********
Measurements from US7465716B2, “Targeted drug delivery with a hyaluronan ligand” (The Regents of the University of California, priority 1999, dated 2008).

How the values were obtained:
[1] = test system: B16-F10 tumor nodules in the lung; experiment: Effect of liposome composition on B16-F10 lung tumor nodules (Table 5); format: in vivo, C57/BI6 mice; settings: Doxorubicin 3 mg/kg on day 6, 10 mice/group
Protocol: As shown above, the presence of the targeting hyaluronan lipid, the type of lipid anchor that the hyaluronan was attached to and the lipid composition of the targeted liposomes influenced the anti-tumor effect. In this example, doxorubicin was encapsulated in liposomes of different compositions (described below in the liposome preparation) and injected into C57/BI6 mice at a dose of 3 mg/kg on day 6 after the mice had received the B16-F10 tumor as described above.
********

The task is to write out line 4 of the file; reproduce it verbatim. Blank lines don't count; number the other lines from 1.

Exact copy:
Protocol: As shown above, the presence of the targeting hyaluronan lipid, the type of lipid anchor that the hyaluronan was attached to and the lipid composition of the targeted liposomes influenced the anti-tumor effect. In this example, doxorubicin was encapsulated in liposomes of different compositions (described below in the liposome preparation) and injected into C57/BI6 mice at a dose of 3 mg/kg on day 6 after the mice had received the B16-F10 tumor as described above.